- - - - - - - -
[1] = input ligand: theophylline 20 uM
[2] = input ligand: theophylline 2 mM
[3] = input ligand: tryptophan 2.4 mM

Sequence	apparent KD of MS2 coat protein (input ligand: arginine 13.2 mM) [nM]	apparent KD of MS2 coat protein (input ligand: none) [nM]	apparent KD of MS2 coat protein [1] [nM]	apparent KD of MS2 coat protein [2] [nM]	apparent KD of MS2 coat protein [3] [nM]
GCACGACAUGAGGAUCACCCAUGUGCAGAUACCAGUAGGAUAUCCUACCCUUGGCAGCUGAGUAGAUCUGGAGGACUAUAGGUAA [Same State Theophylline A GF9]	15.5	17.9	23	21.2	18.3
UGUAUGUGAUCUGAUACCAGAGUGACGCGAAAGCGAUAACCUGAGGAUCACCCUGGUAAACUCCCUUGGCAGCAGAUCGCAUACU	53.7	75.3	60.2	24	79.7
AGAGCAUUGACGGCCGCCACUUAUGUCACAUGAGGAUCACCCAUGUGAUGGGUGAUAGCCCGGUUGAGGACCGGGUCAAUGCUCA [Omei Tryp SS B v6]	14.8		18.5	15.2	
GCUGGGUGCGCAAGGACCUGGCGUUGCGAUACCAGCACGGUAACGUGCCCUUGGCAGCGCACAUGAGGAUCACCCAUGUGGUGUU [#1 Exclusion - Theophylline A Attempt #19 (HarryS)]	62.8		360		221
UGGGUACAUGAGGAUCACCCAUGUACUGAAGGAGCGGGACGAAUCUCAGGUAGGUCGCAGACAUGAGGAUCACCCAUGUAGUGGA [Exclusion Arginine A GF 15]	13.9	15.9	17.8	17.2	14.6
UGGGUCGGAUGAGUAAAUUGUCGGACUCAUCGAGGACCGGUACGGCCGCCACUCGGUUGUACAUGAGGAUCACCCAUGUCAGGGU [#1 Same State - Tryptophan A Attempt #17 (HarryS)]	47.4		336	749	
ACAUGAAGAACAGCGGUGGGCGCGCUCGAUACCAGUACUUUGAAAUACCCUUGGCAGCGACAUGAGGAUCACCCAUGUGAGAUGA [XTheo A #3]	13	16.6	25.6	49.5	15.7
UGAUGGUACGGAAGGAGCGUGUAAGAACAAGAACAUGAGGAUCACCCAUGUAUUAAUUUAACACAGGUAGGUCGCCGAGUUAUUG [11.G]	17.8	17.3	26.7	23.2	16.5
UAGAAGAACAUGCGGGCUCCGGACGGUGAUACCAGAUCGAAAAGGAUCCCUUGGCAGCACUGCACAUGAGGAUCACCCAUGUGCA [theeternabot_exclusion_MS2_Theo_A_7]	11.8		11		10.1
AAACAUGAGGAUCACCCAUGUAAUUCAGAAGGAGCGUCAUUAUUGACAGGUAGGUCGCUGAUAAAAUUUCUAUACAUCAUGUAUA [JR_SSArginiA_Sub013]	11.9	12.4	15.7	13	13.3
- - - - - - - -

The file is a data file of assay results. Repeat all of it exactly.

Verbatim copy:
[1] = input ligand: theophylline 20 uM
[2] = input ligand: theophylline 2 mM
[3] = input ligand: tryptophan 2.4 mM

Sequence	apparent KD of MS2 coat protein (input ligand: arginine 13.2 mM) [nM]	apparent KD of MS2 coat protein (input ligand: none) [nM]	apparent KD of MS2 coat protein [1] [nM]	apparent KD of MS2 coat protein [2] [nM]	apparent KD of MS2 coat protein [3] [nM]
GCACGACAUGAGGAUCACCCAUGUGCAGAUACCAGUAGGAUAUCCUACCCUUGGCAGCUGAGUAGAUCUGGAGGACUAUAGGUAA [Same State Theophylline A GF9]	15.5	17.9	23	21.2	18.3
UGUAUGUGAUCUGAUACCAGAGUGACGCGAAAGCGAUAACCUGAGGAUCACCCUGGUAAACUCCCUUGGCAGCAGAUCGCAUACU	53.7	75.3	60.2	24	79.7
AGAGCAUUGACGGCCGCCACUUAUGUCACAUGAGGAUCACCCAUGUGAUGGGUGAUAGCCCGGUUGAGGACCGGGUCAAUGCUCA [Omei Tryp SS B v6]	14.8		18.5	15.2	
GCUGGGUGCGCAAGGACCUGGCGUUGCGAUACCAGCACGGUAACGUGCCCUUGGCAGCGCACAUGAGGAUCACCCAUGUGGUGUU [#1 Exclusion - Theophylline A Attempt #19 (HarryS)]	62.8		360		221
UGGGUACAUGAGGAUCACCCAUGUACUGAAGGAGCGGGACGAAUCUCAGGUAGGUCGCAGACAUGAGGAUCACCCAUGUAGUGGA [Exclusion Arginine A GF 15]	13.9	15.9	17.8	17.2	14.6
UGGGUCGGAUGAGUAAAUUGUCGGACUCAUCGAGGACCGGUACGGCCGCCACUCGGUUGUACAUGAGGAUCACCCAUGUCAGGGU [#1 Same State - Tryptophan A Attempt #17 (HarryS)]	47.4		336	749	
ACAUGAAGAACAGCGGUGGGCGCGCUCGAUACCAGUACUUUGAAAUACCCUUGGCAGCGACAUGAGGAUCACCCAUGUGAGAUGA [XTheo A #3]	13	16.6	25.6	49.5	15.7
UGAUGGUACGGAAGGAGCGUGUAAGAACAAGAACAUGAGGAUCACCCAUGUAUUAAUUUAACACAGGUAGGUCGCCGAGUUAUUG [11.G]	17.8	17.3	26.7	23.2	16.5
UAGAAGAACAUGCGGGCUCCGGACGGUGAUACCAGAUCGAAAAGGAUCCCUUGGCAGCACUGCACAUGAGGAUCACCCAUGUGCA [theeternabot_exclusion_MS2_Theo_A_7]	11.8		11		10.1
AAACAUGAGGAUCACCCAUGUAAUUCAGAAGGAGCGUCAUUAUUGACAGGUAGGUCGCUGAUAAAAUUUCUAUACAUCAUGUAUA [JR_SSArginiA_Sub013]	11.9	12.4	15.7	13	13.3